Exotically colored and known for their toughness damsel fish are a popular aquarium choice. However, their natural aggressiveness and need for space can make them difficult to keep successfully.
One of the reasons why Damsel Fish are popular in reef aquariums is that their grazing habits keep coral free of algae without harming the polyps.
They also eat the zooplankton found in the natural ecosystem, so they should not be kept in an aquarium with aggressive mechanical filtration which may kill these plankton. They will usually accept flakes but, for best results, should be supplied with a variety of foods including freeze-dried and live food.
Sometimes damsel fish develop a symbiotic relationship with an Anemone or other Cnidarian like that for which Clown Fish are famous. Due to their general fondness for similar hiding places in niches on the reef, and their tendency to be fiercely territorial about them, they should not be kept with Blown Fish or Butterfly Fish.
They are less aggressive in general if they have plenty of space and plenty of cover to make them feel secure. Though they may bully smaller fish, they’re often okay with dissimilar-looking species of their own size, but they seem to be particularly tasty so should not be kept with any fish large enough to eat them.
Types of Damsel Fish
There are numerous species of Damsel Fish in the wild, but only a limited number have proven capable of adapting to aquarium conditions.
- Yellowtail Damsel Fish –The most popular damsel fish available, these naturally resilient fish are comparatively peaceful if kept in a shoal in a tank where they feel secure.
- Three Stripe Damsel Fish –These striking black and white fish are fairly aggressive and need a large aquarium with plenty of hiding places.
- Cerulean Damsel Fish –These vividly coloured fish are very territorial and should be added to the aquarium only after more peaceful fish have had time to establish themselves.
- Sulphur Damsel Fish – With exotic yellow colouration, these hardy and adaptable fish are aquarium favourites.
- Blue Green Chromis –These stunningly beautiful iridescent fish are naturally hardy and peaceful by nature. Despite being small they need a lot of swimming space.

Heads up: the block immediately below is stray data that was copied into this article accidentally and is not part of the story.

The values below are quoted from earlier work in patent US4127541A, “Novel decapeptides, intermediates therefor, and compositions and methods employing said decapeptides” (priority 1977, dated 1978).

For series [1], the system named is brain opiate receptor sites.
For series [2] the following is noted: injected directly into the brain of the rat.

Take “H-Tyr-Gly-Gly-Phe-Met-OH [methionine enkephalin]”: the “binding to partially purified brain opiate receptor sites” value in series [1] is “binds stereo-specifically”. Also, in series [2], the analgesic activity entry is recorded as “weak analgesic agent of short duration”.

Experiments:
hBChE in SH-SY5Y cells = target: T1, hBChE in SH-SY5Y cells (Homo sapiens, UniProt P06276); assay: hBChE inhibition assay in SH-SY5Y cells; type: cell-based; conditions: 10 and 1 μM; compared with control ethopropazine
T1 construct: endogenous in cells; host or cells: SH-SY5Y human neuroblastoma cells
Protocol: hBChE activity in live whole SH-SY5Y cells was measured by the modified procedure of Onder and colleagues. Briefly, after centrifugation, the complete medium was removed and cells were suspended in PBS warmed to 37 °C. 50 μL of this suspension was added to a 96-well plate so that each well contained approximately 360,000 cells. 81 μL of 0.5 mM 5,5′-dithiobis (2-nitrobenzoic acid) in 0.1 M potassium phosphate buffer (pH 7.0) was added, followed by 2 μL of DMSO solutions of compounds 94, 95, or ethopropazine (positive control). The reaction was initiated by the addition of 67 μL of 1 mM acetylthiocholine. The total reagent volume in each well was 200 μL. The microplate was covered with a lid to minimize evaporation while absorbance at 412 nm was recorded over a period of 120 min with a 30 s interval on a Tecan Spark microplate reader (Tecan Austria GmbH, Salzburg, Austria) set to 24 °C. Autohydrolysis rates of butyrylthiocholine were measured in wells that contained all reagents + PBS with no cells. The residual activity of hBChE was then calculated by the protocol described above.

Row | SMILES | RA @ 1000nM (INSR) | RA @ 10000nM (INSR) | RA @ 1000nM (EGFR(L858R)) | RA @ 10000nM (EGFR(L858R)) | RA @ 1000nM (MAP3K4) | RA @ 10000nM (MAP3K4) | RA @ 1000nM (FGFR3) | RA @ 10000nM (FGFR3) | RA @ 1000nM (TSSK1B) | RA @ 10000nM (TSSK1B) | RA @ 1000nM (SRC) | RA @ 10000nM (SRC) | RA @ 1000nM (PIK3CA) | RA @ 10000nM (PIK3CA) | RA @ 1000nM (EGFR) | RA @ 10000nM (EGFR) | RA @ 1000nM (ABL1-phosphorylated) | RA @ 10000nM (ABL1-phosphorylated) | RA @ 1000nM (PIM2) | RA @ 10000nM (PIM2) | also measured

- Garibaldi Damsel Fish –These handsome orange fish are very aggressive towards their own kind but can live fairly peacefully with other species. They are comparatively large and long-lived.
Breeding Damsel Fish
Getting a pair of Damsel Fish is easy, as they will change sex so that one is male and one is female. The male will seek out a flat horizontal surface and clean it for use as a nesting site, before engaging in a complex courtship dance involving colour changes and sometimes the production of loud clicking sounds. Sometimes a male will court several females at once and collect all their eggs in his nest, which he will then defend vigorously.
He will also fan them with his fins to keep them cool, often neglecting to eat in the process. However, after the fry hatch, he may pay them little attention, so it’s a good idea to remove them if you have a busy tank and want them to survive. They are very small, to begin with, but can usually be fed successfully on plankton.
Damsel Fish can live for well over a decade, so you’ll have to be ready to make a serious commitment to them. However, bright and interesting as they are, they’re always fascinating to watch, and they can make a superb addition to your reef aquarium. Provided you can fit them into your community tank successfully, they’re comparatively easy to look after and are one of the best choices for those new to keeping marine aquariums.